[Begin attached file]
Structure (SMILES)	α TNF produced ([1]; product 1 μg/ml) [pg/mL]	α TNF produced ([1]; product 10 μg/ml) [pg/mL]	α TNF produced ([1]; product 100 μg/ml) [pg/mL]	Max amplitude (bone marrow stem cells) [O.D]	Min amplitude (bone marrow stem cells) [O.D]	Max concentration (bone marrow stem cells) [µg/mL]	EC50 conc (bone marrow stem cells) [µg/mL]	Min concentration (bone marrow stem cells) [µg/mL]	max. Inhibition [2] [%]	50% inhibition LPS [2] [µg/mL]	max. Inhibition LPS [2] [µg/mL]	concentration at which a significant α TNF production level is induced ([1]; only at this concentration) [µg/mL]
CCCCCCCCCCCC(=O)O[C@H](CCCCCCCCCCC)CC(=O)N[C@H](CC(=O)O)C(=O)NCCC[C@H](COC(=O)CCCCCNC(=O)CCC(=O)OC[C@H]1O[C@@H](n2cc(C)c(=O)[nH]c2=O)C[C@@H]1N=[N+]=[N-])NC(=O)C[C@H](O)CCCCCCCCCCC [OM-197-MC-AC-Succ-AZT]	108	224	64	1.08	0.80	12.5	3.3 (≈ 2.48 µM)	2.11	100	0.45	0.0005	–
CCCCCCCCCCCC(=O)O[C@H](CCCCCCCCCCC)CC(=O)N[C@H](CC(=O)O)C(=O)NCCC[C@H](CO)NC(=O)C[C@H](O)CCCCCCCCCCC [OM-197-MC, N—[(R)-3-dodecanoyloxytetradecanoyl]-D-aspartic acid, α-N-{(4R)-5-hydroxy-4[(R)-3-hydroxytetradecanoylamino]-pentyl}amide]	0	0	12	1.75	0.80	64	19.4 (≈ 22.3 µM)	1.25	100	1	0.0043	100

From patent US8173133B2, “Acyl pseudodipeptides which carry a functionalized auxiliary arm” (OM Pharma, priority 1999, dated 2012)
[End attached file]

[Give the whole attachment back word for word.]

Structure (SMILES)	α TNF produced ([1]; product 1 μg/ml) [pg/mL]	α TNF produced ([1]; product 10 μg/ml) [pg/mL]	α TNF produced ([1]; product 100 μg/ml) [pg/mL]	Max amplitude (bone marrow stem cells) [O.D]	Min amplitude (bone marrow stem cells) [O.D]	Max concentration (bone marrow stem cells) [µg/mL]	EC50 conc (bone marrow stem cells) [µg/mL]	Min concentration (bone marrow stem cells) [µg/mL]	max. Inhibition [2] [%]	50% inhibition LPS [2] [µg/mL]	max. Inhibition LPS [2] [µg/mL]	concentration at which a significant α TNF production level is induced ([1]; only at this concentration) [µg/mL]
CCCCCCCCCCCC(=O)O[C@H](CCCCCCCCCCC)CC(=O)N[C@H](CC(=O)O)C(=O)NCCC[C@H](COC(=O)CCCCCNC(=O)CCC(=O)OC[C@H]1O[C@@H](n2cc(C)c(=O)[nH]c2=O)C[C@@H]1N=[N+]=[N-])NC(=O)C[C@H](O)CCCCCCCCCCC [OM-197-MC-AC-Succ-AZT]	108	224	64	1.08	0.80	12.5	3.3 (≈ 2.48 µM)	2.11	100	0.45	0.0005	–
CCCCCCCCCCCC(=O)O[C@H](CCCCCCCCCCC)CC(=O)N[C@H](CC(=O)O)C(=O)NCCC[C@H](CO)NC(=O)C[C@H](O)CCCCCCCCCCC [OM-197-MC, N—[(R)-3-dodecanoyloxytetradecanoyl]-D-aspartic acid, α-N-{(4R)-5-hydroxy-4[(R)-3-hydroxytetradecanoylamino]-pentyl}amide]	0	0	12	1.75	0.80	64	19.4 (≈ 22.3 µM)	1.25	100	1	0.0043	100

From patent US8173133B2, “Acyl pseudodipeptides which carry a functionalized auxiliary arm” (OM Pharma, priority 1999, dated 2012)